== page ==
She doesn’t spell out the reservations, maybe because they’re pretty obvious. As Jesse’s story suggests, he just wanted to be “a better person,” not to be too much of a bother, and for sure not a beggar or a cheater. He could do with some negotiating skills, and with some more willingness to speak up for himself so he can be treated more fairly. But no matter what he does, he’ll never catch up to the increasingly manipulative influencing skills the middle-class kids are developing – partly, and importantly, because neither he nor his parents want him to. By prioritizing good character, however, he is gradually undermining his academic competitiveness and eventually his competitiveness in a bifurcated labor market that increasingly has only low-wage and high-wage jobs that track education levels.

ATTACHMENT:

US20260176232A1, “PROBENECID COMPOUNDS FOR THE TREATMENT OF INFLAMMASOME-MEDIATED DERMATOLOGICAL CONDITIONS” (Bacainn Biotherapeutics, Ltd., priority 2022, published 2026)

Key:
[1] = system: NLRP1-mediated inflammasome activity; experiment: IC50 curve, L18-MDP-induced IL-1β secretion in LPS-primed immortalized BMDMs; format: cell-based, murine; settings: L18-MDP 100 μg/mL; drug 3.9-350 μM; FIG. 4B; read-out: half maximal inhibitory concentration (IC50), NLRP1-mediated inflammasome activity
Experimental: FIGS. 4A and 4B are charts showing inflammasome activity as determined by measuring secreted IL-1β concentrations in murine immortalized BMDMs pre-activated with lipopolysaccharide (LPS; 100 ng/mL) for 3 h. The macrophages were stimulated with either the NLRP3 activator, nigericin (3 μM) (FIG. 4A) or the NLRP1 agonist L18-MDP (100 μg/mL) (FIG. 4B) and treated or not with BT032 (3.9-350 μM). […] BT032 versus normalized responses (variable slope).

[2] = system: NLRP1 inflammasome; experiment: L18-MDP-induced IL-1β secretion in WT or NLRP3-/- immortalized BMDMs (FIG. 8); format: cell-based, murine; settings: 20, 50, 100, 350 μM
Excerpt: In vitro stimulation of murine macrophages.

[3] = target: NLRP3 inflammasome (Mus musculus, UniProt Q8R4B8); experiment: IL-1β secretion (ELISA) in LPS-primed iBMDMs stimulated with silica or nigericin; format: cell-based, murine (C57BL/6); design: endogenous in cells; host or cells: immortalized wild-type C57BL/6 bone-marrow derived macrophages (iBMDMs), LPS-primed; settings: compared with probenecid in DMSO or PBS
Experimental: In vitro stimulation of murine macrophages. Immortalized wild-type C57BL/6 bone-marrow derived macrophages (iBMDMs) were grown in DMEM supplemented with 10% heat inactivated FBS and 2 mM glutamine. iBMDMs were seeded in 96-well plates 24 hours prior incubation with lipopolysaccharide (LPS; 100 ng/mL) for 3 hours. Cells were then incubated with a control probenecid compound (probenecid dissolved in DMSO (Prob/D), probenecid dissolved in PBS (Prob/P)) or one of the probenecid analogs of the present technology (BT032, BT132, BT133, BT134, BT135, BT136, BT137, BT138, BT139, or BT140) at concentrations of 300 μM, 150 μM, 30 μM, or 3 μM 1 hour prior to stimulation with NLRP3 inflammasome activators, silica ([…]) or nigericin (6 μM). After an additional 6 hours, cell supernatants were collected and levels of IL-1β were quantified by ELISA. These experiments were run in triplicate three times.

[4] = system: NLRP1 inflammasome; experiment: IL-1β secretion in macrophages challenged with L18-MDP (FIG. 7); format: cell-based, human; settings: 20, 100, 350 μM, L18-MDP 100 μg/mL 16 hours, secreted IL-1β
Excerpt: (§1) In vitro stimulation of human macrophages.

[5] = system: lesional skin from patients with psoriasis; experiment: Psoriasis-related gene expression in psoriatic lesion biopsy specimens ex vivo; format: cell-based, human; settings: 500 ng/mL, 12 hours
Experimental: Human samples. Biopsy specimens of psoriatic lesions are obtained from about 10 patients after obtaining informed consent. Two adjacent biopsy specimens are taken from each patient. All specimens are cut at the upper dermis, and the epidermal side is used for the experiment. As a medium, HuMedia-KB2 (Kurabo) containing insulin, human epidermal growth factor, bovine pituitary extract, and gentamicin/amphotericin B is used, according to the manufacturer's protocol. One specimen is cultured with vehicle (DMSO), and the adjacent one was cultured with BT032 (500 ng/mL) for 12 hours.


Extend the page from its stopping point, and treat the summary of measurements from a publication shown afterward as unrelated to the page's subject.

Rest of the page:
His parents may sense that, and thus their reservations. Middle-class parents’ reservations are likely based on the same perception – that if their kids have to sacrifice a little character and integrity to achieve academic success, it will be worth it in the long run because it will improve their chances of getting one of those increasingly rare jobs with good wages and conditions. But is this really what middle-class parents want: Finagling, transactional grade-hounds constantly seeking competitive advantage so they can find a career, not just a job, a career that may value those same finagling, manipulative transactional skills they’re honing in school?
I doubt that is what any parent wants, but those are the pressures being put on us by the increasing distance between good jobs and bad jobs based on educational attainment.
Parents should not have to prioritize between good grades and good character. We need to attack our growing inequalities with higher wages and better conditions for all the bad jobs that do much of the work we all depend upon. In the long run, even most winners can’t really win in a winner-take-all society.